Skip to main content

BDS co-founder not granted visa in time for UK Labour Party conference

Pro-Palestinian activist Omar Barghouti implies 'McCarthyism' on the part of the British Home Office after visa delay
Palestinian researcher, commentator, and human rights activist Omar Barghouti speaks during a conference at the ULB university in Brussels (AFP)

A co-founder of the Boycott, Divestment and Sanctions (BDS) movement has been unable to travel to the UK to speak at the Labour Party conference after his visa was "abnormally delayed" by British authorities.

Omar Barghouti, a Palestinian activist based in Ramallah, was set to speak at a fringe event at the annual party conference hosted by the National Education Union (NEU), alongside the shadow home secretary, Diane Abbott.

Barghouti will now be appearing via video link.

In a statement released on Friday, Barghouti accused the UK authorities of intentionally preventing him from attending the conference.

"They fear our shining a light of truth that reveals their lies. They dread our tireless quest for freedom, justice, and equality. They loathe our insistence on nothing less than an existence with dignity and 'the full menu of rights,' to borrow from South African leader Archbishop Desmond Tutu," he said.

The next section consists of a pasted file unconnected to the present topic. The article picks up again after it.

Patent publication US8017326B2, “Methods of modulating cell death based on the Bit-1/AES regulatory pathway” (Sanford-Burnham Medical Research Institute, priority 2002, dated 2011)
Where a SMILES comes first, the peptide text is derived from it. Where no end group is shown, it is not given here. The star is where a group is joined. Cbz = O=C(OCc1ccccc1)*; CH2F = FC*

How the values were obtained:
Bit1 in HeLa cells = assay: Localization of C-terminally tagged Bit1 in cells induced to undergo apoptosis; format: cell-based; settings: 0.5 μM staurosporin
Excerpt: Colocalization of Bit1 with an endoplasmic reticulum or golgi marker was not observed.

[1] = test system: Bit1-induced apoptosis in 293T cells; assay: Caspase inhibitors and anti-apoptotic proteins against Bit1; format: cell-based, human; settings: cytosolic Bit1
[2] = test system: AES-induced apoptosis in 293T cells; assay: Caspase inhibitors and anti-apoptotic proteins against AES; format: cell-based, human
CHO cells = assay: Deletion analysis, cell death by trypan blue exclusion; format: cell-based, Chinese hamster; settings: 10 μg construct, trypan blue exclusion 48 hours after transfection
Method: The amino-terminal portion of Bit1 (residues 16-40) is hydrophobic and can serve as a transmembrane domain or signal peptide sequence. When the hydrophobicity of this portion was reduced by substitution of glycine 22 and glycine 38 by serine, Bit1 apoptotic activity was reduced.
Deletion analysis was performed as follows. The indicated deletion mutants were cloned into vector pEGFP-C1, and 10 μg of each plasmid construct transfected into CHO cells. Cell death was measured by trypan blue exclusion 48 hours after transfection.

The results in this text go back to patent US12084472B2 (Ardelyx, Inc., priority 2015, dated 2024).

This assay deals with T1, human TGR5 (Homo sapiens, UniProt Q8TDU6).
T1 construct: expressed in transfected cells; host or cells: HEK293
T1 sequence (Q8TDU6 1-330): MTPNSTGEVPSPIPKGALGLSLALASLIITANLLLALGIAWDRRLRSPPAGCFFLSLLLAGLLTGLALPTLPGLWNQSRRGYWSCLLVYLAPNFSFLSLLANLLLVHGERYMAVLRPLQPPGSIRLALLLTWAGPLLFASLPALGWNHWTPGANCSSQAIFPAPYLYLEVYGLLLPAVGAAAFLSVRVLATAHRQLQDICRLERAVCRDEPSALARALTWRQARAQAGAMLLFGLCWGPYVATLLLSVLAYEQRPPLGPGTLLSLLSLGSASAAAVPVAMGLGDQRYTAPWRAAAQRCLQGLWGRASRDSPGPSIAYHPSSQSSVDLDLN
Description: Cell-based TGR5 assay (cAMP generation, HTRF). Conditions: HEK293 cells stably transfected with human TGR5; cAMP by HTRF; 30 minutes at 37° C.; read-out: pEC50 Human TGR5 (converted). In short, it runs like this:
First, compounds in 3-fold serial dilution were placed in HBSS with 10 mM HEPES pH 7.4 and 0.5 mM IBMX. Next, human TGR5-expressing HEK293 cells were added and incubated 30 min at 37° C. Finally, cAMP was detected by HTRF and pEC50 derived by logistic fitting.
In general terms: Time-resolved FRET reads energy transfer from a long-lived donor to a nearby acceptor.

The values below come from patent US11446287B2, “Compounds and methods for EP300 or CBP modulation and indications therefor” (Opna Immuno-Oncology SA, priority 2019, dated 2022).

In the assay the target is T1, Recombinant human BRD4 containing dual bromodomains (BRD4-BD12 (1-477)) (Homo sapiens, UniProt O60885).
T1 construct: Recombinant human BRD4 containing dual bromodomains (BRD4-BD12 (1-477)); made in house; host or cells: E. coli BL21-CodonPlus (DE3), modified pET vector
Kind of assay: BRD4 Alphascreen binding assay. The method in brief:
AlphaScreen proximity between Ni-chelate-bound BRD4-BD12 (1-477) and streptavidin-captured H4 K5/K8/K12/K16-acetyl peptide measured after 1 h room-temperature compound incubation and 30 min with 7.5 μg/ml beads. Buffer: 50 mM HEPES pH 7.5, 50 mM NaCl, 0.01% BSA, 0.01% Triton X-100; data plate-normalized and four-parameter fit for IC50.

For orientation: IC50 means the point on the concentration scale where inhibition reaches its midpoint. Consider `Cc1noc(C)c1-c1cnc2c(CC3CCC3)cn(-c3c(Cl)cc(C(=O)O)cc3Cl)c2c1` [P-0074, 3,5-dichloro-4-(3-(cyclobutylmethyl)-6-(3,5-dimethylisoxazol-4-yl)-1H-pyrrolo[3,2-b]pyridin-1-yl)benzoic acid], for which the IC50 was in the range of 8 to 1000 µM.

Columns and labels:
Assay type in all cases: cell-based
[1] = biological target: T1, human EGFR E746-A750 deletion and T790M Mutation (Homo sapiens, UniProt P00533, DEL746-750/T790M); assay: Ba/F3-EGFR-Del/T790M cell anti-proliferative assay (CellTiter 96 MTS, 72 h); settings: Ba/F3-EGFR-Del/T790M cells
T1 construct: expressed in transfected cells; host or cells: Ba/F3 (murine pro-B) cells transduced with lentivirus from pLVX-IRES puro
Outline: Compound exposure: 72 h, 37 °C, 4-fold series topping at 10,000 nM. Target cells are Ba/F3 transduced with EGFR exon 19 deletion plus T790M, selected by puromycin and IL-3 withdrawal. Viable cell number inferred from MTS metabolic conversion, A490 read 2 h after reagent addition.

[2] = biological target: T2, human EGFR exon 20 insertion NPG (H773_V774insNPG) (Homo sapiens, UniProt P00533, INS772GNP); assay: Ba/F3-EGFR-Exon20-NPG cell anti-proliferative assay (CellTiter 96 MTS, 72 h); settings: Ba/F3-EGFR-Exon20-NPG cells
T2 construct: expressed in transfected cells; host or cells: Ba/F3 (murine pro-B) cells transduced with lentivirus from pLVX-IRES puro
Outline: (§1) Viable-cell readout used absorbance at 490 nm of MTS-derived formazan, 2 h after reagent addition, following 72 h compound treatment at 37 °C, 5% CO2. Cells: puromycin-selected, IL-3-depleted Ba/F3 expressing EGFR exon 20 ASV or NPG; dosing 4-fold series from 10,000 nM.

After Gaza: Europe scrambles to end its complicity
Read More »

"We shall continue to fight their McCarthyism and repression and persist in pursuit of our UN-stipulated rights, including self-determination and the return of our ethnically cleansed refugees." 

A statement from the UK Home Office denied anything unusual had taken place.

"Our service standard is to decide straightforward applications within 15 working days, although more complex cases take longer," said a Home Office spokesperson said.

"Mr Barghouti's application remains within this target, and he will receive a decision shortly."

The Labour Party conference takes place from 21 to 25 September and sets the party's political agenda for the following year.

The issue of Israel-Palestine regularly comes up at the conference and has sparked controversy in past.

Labour leader Jeremy Corbyn, who was elected head of the party in 2015, has been a longtime advocate of the Palestinians but has faced criticism in past for allegedly failing to deal with instances of antisemitism by Labour activists.

A number of other Palestinian and pro-Palestinian activists are speaking at fringe events organised around the Labour conference, including Israeli Knesset member Haneen Zoabi and Palestinian ambassador Husam Zomlot.